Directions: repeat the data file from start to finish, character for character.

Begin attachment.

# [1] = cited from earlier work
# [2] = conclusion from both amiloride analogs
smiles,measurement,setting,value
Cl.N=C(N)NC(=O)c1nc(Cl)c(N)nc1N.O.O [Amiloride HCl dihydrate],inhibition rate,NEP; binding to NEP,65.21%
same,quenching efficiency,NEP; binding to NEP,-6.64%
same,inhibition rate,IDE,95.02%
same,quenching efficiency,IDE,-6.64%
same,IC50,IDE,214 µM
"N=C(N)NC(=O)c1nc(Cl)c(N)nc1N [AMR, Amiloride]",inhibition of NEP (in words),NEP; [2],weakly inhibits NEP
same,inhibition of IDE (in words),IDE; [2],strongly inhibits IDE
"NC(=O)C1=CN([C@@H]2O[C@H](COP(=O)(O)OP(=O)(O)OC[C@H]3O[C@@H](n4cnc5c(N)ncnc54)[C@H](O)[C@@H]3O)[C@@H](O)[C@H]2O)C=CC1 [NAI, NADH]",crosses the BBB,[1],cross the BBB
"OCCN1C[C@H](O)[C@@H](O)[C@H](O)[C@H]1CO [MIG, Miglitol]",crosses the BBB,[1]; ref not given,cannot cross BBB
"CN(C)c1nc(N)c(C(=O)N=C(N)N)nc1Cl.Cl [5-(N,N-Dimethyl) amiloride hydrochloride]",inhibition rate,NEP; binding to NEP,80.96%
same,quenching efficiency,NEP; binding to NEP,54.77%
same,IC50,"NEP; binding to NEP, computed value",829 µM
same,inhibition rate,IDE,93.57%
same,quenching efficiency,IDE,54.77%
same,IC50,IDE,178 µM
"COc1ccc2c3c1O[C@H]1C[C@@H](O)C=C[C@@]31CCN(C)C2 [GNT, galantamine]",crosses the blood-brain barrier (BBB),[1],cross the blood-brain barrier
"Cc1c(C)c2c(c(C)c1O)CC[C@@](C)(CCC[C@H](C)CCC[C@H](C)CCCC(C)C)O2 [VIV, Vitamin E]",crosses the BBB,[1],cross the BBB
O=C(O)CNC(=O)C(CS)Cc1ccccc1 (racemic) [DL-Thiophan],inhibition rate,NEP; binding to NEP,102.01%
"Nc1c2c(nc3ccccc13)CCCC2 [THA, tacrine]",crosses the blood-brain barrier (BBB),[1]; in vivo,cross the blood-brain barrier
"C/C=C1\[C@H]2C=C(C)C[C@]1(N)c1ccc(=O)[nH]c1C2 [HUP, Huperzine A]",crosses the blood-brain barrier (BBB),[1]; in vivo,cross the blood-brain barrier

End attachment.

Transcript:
# [1] = cited from earlier work
# [2] = conclusion from both amiloride analogs
smiles,measurement,setting,value
Cl.N=C(N)NC(=O)c1nc(Cl)c(N)nc1N.O.O [Amiloride HCl dihydrate],inhibition rate,NEP; binding to NEP,65.21%
same,quenching efficiency,NEP; binding to NEP,-6.64%
same,inhibition rate,IDE,95.02%
same,quenching efficiency,IDE,-6.64%
same,IC50,IDE,214 µM
"N=C(N)NC(=O)c1nc(Cl)c(N)nc1N [AMR, Amiloride]",inhibition of NEP (in words),NEP; [2],weakly inhibits NEP
same,inhibition of IDE (in words),IDE; [2],strongly inhibits IDE
"NC(=O)C1=CN([C@@H]2O[C@H](COP(=O)(O)OP(=O)(O)OC[C@H]3O[C@@H](n4cnc5c(N)ncnc54)[C@H](O)[C@@H]3O)[C@@H](O)[C@H]2O)C=CC1 [NAI, NADH]",crosses the BBB,[1],cross the BBB
"OCCN1C[C@H](O)[C@@H](O)[C@H](O)[C@H]1CO [MIG, Miglitol]",crosses the BBB,[1]; ref not given,cannot cross BBB
"CN(C)c1nc(N)c(C(=O)N=C(N)N)nc1Cl.Cl [5-(N,N-Dimethyl) amiloride hydrochloride]",inhibition rate,NEP; binding to NEP,80.96%
same,quenching efficiency,NEP; binding to NEP,54.77%
same,IC50,"NEP; binding to NEP, computed value",829 µM
same,inhibition rate,IDE,93.57%
same,quenching efficiency,IDE,54.77%
same,IC50,IDE,178 µM
"COc1ccc2c3c1O[C@H]1C[C@@H](O)C=C[C@@]31CCN(C)C2 [GNT, galantamine]",crosses the blood-brain barrier (BBB),[1],cross the blood-brain barrier
"Cc1c(C)c2c(c(C)c1O)CC[C@@](C)(CCC[C@H](C)CCC[C@H](C)CCCC(C)C)O2 [VIV, Vitamin E]",crosses the BBB,[1],cross the BBB
O=C(O)CNC(=O)C(CS)Cc1ccccc1 (racemic) [DL-Thiophan],inhibition rate,NEP; binding to NEP,102.01%
"Nc1c2c(nc3ccccc13)CCCC2 [THA, tacrine]",crosses the blood-brain barrier (BBB),[1]; in vivo,cross the blood-brain barrier
"C/C=C1\[C@H]2C=C(C)C[C@]1(N)c1ccc(=O)[nH]c1C2 [HUP, Huperzine A]",crosses the blood-brain barrier (BBB),[1]; in vivo,cross the blood-brain barrier